A newly amended ordinance benefiting feral cats was introduced Tuesday by the Kilgore, Texas City Council. It will require careful monitoring of feral cats by colony caregivers.
The TNR program will allow Animal Control Officer Bobby Jumper to released vaccinated and spayed/neutered cats back onto Kilgore streets. It’s reported there are at least seven known thriving feral cat colonies in the city.
One major benefit of the ordinance is to require caretakers to report where their colonies are located, the number of cats per colony as well as other information that might be needed for the caregivers to receive public or private subsidies or assistance.
Before the city ordinance was passed the local animal control officers practiced ‘catch and kill’ because feral cats usually don’t have the temperament necessary to be placed for adoption. About 90 percent of 800 cats turned over to the shelter in 2018 were killed.
B.J. Owen stated in an interview with Kilgore News Herald
“We can alter these animals for maybe 40 percent less than what it would cost to have them euthanized. From an animal control standpoint, we’ve never bought into this. ‘Don’t release what you’ve worked to catch.’ It’s against our nature. It’s not what we’re trained to do.
I’m a believer in it now. I’ve seen this work. If I can see this is justifiable and fiscally responsible, there’s no other reason other organizations shouldn’t be able to do it.”
Under the new city ordinance, the caregivers must provide food and water up to three hours each day. They’re also required to monitor the health of their colony cats at least twice a week and let animal control know of any health issues. Animal control will have the right to trap any cats who appear sick, have bitten a person or pose a threat to public health.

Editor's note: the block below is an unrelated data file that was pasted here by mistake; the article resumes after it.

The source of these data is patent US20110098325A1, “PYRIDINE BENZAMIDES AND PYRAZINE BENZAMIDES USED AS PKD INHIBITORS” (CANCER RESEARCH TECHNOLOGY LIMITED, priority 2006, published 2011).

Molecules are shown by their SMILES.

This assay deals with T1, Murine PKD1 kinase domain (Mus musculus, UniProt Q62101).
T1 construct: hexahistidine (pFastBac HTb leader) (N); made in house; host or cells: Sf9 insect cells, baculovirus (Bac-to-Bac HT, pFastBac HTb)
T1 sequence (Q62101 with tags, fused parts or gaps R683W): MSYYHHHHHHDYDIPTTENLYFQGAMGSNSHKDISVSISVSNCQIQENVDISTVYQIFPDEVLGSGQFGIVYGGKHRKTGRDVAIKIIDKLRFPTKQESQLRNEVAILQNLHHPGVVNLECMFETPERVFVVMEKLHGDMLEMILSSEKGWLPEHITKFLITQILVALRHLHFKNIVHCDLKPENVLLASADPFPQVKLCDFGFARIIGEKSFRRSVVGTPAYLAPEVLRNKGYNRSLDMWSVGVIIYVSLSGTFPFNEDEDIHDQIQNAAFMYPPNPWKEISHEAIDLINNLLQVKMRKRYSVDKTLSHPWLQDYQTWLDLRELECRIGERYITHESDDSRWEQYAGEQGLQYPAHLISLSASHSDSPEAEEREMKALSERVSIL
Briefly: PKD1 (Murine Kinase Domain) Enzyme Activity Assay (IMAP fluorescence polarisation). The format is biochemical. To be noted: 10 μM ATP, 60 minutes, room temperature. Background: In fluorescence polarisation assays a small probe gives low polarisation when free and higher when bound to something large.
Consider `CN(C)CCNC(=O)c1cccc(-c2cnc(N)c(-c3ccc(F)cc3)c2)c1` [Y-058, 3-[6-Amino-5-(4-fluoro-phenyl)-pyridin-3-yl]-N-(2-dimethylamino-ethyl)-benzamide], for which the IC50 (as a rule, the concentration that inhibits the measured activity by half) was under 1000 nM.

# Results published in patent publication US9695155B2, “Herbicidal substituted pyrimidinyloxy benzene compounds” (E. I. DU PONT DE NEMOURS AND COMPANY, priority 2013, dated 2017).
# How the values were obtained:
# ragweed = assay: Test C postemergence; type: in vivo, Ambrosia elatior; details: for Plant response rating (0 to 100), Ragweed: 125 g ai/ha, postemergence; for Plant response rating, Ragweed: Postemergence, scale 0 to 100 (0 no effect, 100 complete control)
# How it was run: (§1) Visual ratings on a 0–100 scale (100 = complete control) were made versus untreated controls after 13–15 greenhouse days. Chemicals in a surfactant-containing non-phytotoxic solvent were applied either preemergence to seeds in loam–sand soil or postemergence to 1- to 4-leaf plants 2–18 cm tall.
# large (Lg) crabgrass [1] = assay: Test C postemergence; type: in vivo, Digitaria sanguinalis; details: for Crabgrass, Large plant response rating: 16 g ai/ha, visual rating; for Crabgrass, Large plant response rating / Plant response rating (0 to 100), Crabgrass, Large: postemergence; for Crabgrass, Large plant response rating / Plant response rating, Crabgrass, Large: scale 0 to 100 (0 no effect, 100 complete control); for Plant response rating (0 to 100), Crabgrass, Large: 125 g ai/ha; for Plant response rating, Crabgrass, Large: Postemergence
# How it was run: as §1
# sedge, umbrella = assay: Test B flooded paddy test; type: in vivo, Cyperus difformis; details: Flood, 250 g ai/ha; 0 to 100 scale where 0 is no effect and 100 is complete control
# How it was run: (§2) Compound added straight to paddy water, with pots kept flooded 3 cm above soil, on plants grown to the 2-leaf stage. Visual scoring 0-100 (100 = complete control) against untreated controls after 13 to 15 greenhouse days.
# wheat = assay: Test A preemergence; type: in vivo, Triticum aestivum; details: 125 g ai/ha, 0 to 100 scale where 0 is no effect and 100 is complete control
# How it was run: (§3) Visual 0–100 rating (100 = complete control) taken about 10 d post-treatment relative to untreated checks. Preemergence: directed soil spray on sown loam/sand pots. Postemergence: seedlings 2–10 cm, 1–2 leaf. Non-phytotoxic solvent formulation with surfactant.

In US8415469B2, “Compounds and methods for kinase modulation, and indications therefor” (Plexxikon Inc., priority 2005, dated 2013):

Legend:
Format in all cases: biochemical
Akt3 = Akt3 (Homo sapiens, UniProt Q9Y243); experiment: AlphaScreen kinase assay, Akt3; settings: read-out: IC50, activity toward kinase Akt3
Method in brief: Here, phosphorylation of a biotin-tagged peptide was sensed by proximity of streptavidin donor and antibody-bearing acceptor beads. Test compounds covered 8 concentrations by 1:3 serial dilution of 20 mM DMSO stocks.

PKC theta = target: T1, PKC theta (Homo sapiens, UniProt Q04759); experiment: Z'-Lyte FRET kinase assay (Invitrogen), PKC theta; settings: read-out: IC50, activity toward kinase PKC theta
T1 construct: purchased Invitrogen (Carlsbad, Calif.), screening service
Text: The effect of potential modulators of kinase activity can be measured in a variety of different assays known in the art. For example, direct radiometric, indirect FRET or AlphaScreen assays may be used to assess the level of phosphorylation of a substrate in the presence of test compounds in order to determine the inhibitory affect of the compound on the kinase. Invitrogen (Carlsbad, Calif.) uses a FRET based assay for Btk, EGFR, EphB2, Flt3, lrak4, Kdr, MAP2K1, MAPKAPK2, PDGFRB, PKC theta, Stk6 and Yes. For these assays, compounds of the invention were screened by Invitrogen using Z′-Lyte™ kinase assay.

This beats the old system where caregivers could be ticketed simply for trying to save a life. The new ordinance will also prohibit dumping feral cats in the city.
The city of Kilgore is charged $142 by Longview Animal Care and Adoption Center for each animal brought in. In 2018 the city paid $113,000 in fees for cats, Owen reported. The new ordinance will reduce the cost to between $70-$110.
City Manager Josh Selleck stated
“We’re not encouraging cat colonies. They’re already there. … We’re identifying, tracking and managing them in a more humane and less disruptive way than where they currently exist.”
In an ideal world, this type of ordinance would be the norm. Removing and killing a feral colony simply creates a vacuum effect. More cats (unneutered and unvaccinated) would soon take over, leaving an area with a never-ending battle.
Congrats, Kilgore. We need more of forward-thinking councils who understand TNR is better than euthanasia.